Blog dedicated primarily to randomly selected news items; comments reflecting personal perceptions

Monday, January 20, 2014

 The Circuitous Treadmill

"It's sad to say that most pharmacists have come to accept this as an occupational hazard. As a gatekeeper for medication, they know there is always a risk ... that at one point they're going to be looking down the barrel of a gun or at the point of a knife."
"[Weapons can be varied; an aerosol-can/lighter combination turns into a] flame thrower; [dousing a pharmacist with gasoline with the threat to light up his life works well] "That's all it took. The strategies that are being applied, there's no end to them."
Allan Malek, senior vice-president, Ontario Pharmacists' Association

Theft and similar losses represent a vital source of Canada's drug-abuse problem, fuelling the thriving street trade in illicit/prescription drug handovers. Health Canada requires by law that pharmacies, distributors and wholesalers report to them thefts, robberies, pilfering by employees, losses in transit, "unexplained" losses and any other noted absences of 'controlled' substances; prescription drugs whose use can result in abuse and harm.

Attention has turned to those opioid painkillers so increasingly popular that they have served to identify Canada second only to the United States in per capita consumption. The addiction and overdose death rate has mounted in lock-step with the rise in use of these potent medications. Both among people prescribed the drugs by a physician and those people who make their purchases clandestinely at street level.

Health Canada registers losses ramped up sharply from pharmacies in 2011 among four of the most popular opioids -- oxycodone, morphine, hydromorphone and codeine, with 415,000 tablets disappearing in 2011. Theft and losses from "licensed dealers"; distributors and wholesalers up the supply chain, spiked in 2010, decreased the following year and have climbed since 2011.

The medications are hugely popular. People don't like to feel down, depressed, restless and unhappy with the way their lives are unfolding. They don't want to accept that sometimes experiences in life aren't of the joyful variety, that in everyone's life there are times when sadness and depression prevails, and then, for the most part, for most of us, that time passes and we get on with life. People are impatient, eager to lift themselves immediately out of a funk.
"We're not always happy, and there are often good reasons for unhappiness. But there's this idea that we should all have high self-esteem, fantastic relationships and tremendous jobs.
"It's like cosmetic psychopharmacology: If you don't like the way you look, you go to a plastic surgeon and get it fixed. If you're not happy enough, go to a doctor and go on anti-depressants."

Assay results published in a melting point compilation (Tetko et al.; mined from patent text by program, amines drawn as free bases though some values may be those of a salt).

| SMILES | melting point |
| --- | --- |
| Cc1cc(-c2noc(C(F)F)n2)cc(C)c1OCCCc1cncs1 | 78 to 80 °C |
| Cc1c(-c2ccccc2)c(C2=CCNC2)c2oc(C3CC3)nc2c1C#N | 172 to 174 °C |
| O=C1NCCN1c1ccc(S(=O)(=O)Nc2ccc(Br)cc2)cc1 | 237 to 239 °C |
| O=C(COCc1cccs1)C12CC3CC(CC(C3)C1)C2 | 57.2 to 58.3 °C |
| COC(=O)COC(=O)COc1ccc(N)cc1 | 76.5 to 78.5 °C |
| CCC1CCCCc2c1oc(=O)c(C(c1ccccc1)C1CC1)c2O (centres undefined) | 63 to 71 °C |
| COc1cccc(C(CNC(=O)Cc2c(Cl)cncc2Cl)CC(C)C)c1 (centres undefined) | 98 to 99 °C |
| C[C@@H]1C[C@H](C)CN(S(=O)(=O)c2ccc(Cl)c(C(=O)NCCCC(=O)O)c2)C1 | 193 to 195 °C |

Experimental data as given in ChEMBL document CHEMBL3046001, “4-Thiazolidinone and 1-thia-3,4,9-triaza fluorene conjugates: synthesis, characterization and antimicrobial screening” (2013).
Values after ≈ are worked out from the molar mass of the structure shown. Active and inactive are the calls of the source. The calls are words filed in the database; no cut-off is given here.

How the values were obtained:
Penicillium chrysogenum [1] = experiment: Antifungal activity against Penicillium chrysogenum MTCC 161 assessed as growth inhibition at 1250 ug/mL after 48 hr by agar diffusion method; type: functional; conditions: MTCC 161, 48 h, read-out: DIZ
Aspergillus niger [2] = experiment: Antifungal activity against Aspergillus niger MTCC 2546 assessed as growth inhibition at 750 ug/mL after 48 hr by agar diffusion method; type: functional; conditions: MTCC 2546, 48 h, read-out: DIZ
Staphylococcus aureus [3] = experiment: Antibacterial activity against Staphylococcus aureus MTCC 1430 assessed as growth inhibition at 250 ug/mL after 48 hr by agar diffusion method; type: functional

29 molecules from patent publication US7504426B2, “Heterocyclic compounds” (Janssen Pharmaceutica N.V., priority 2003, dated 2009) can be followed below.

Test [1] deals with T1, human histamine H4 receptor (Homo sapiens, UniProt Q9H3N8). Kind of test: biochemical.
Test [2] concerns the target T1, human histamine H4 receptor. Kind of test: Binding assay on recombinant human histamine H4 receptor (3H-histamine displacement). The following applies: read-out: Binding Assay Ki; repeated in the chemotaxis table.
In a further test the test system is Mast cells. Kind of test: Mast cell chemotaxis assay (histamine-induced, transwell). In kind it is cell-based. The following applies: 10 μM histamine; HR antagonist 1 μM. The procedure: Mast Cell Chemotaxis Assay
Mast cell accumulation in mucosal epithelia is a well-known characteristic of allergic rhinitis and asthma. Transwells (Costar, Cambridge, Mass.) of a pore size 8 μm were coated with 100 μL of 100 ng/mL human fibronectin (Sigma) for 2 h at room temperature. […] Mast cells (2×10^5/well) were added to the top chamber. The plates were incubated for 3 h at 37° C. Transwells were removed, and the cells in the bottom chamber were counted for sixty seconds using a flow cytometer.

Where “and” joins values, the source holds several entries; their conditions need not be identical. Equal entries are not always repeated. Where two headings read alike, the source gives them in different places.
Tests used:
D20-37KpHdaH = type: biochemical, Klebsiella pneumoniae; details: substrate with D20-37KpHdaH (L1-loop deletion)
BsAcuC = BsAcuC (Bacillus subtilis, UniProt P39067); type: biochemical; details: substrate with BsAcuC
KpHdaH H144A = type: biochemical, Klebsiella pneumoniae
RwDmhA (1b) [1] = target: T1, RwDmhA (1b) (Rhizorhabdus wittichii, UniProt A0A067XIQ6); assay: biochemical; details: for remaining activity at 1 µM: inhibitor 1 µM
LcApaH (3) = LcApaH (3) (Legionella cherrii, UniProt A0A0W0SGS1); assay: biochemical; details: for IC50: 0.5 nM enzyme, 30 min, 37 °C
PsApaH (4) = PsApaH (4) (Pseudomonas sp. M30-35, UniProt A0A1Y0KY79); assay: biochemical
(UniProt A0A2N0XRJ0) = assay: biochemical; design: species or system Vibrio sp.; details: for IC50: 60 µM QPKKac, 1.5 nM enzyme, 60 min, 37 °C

Dr. Joel Paris, professor, past chair, department of Psychiatry, McGill University, Montreal.

Canadians rank among the highest users of antidepressants in the world, reporting the third highest level of consumption among 23 member nations surveyed by the Organization for Economic Co-operation and Development. OECD figures show Canadians consumed 86 daily doses of antidepressants for every one thousand people per day in 2011, greater numbers than the UK (71 doses per day), Spain (64) and Norway (58).

Iceland, at 106 doses per 1,000 people per day, and Australia, with 89 doses were higher in antidepressant use than Canada. Retail drugstores in 2012 filled 42.6-million prescriptions for antidepressants, according to figures released by prescription-drug tracking firm IMS Brogan. And while Dr. Paris stresses that antidepressants are essential in cases of severe, debilitating, life-threatening depression, these figures reflect a far larger societal problem.

Pills like Prozac and its ilk are being swallowed daily by millions of Canadians who may not be aware and may be equally disinterested in knowing that studies suggest that in instances of mild depression, where, to quote Dr. Paris "you're still working, you're still functioning", the drugs don't often work, or they may produce a temporary placebo effect.

"And then you get onto this thing, where you try another one, and you try a third one, and then you add some other type of drug entirely. It's a whole treadmill of pharmacology people get caught up in. The fear of relapse has driven doctors to keep people on them for years", commented Dr. Paris.

These are not innocuous drugs; a decade ago pharmaceutical companies were ordered to add a warning that use of the drugs place people at increased risk of suicidal thoughts and behaviour in the class of antidepressants known as SSRIs; selective serotonin reuptake inhibitors. And they can be addictive. Some people stay on them for years, because they're generally well tolerated.

"Part of the problem is that they're not toxic enough to make people want to stop them" Dr. Paris remarked.

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